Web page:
Except racism hasn’t improved at all, people can still be racist little teabags. What’s changed is human rights and laws, both of which tend to be very progressive, and I’m thankful for that. Though the media in regards to homophobia, misogyny, and racism isn’t perfect, and people are even less perfect than that. Whilst the death toll has lowered a bit, and slavery isn’t a thing any more (thank goodness), it’s still bad.

    We need to realise it’s still bad, otherwise we’ll be stuck with the xenophobia of every first world, English-speaking, straight caucasian, borne of the belief of their own superiority. There is a hell of a lot of xenophobia out there, still. Only yesterday I was reading a Western gamer rant about ‘animu’ art styles and how ‘utterly shit’ everything that comes out of Japan is. (Solely because Japan is Japan, apparently.)

    There’s still a lot of xenophobia out there, we have a long, long ways to go. We’re a slightly less barbaric peoples, but we’re still very barbaric at the end of the day.

    #13 2 years ago
  14. xino

    after trying Bioshock 2 on PSN+, after 15-20min I had to turn that trash off!
    too much blasphemies.

    hate things like this that just take a p*ss out of the bible and start twisting all the words.
    No wonder why when you tell people the “truth” they rebuke it and find it silly, part of the blame are people like this!

    #14 2 years ago
  15. Gheritt White

    Love blasphemy, hate racism/sexism. Personally speaking, natch.

    #15 2 years ago
  16. Kira97

    Thats good that they did this, gaming isnt about hate and arguments, we game to escape the harsh reality.

    #16 2 years ago
  17. Joe_Gamer

    If you could reason with religious people…there would be no religious people.

    #17 2 years ago
  18. Shuklar

    @14 Bioshock 2 wasn’t made by Levine/Irrational Games, yet by 2K Marin. I would imagine the original creator will take better care of not to offend those willing to be offended.

    #18 2 years ago
  19. DopeyPhoenix

    True that about sums it up :)
    Now concerning the ending. I honestly have no problem with the change of the characters (which really wasn’t a change )And am actually thankful for it. The reason because Bioshock infinite (I assume) is trying to be a self-reflective gaming experience, hyperbolizing traits present the early 19th century america, like racism xenophobia and religions as a justification tool for atrocities that(and sadly still some what) widely present. And that that this issues are so touchy today that its welcoming that through this(relatively new) medium, he wants to explore the topic. A-ok with me.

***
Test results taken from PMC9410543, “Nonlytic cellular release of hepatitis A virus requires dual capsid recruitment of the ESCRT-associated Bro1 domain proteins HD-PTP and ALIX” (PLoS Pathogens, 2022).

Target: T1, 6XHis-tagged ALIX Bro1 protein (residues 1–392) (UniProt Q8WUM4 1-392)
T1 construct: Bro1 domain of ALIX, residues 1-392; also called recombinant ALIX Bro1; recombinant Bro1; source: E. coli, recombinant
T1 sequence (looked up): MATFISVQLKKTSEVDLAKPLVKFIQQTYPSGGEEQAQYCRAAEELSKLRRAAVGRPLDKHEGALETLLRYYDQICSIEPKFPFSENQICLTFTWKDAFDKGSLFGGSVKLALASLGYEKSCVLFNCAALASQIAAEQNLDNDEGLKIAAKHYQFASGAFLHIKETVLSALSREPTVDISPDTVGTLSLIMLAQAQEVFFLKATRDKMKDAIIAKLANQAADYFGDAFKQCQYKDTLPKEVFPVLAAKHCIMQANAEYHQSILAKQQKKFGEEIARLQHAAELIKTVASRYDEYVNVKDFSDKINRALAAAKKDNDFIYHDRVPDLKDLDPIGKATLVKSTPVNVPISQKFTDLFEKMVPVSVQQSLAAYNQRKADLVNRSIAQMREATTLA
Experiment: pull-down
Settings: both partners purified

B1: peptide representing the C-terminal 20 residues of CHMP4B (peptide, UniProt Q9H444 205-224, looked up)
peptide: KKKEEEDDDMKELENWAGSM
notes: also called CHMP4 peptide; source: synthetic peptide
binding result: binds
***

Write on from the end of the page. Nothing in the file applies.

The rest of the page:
Now where the issue with the one of the artists, causing for revision of the “character” Comestock “allows” for a better understanding of the ending. Some people immediately jump the bandwagon assuming that he compromised the game story as to not offend a group of people(which he continually denies), which isn’t true. My self being A muslim (who has studied Islam to degree and am quite comfortable with it) is always looking for a well thought out opinions and criticism on my faith( or any religion for that matter). Because it always leads to dialouge and discussion makes both parties benefit. Rude and incessant insults not so much since all they do is to mearly degrade you making you seem “unintelligent” and “sup bar” due to your way of thinking. Reason being why i don’t like insult and driven to wards iconic religious figure, it doesn’t lead to dialogue only conflict. Now if ken ken levine found Comstocks character to be black and white and just a paper thin going “I’m a leader of an organized religion, so organized religion is BAD BLARGH”. I would have been REALLY disappointed since all ken levine would have been doing is spitting at religion. If he decided to portray comstock as a “human” allowing for the player to understand why anyone would follow this crazed man leading for a deeper reflection on one’s own belief system and how such individuals come about (all religions have their crazy cults and zealots). And really is about organized religion a whole or the human nature of interpretation of religion? Since most religions teach a doctrine of love, peace and justice but are twisted in order to meet ones agenda i.e Jihad which just means “struggle against” has now been linked with holy war sadly enough). Even looking at the internet, people are all ready talking about it (yay!) how the game was hitting to close to home ( I thought that was the point) and Ken levine “should” of done something about Islam and the middle-east (lol exoticism really? Though i Loved DUNE, People tend to forget Islam is global religion, oh the wows of a somali girl :) And the ending being really offensive. But who cares? As long as it was delivered tastefully and allowed for reflection and dialogue to come after, I’m one happy camper. Anywhoo to paraphrase Levine “Anyone who has a problem with the game must really be insecure about themselves”
    sorry about the long post I had to put it out there :)

    #19 2 years ago
  20. creamtown

    Yeah, i kind of agree with what Levine says about this game. This game has nothing to do with religion, although it uses a lot of religion materials in it. But i think the point of this game is, Booker feels extremely guilty by all of his actions in the past, like being a brutal soldier, selling his child, embracing gambling and drinking, collecting debts, etc. So as a normal human, he feels that all of his sins just cannot be washed off by the dunk in the water or the baptism. He believes that the only way to redeem himself is by fixing all of sins by saving Elizabeth, etc. Great game though!!

    #20 1 year ago

Comments are now closed on this article.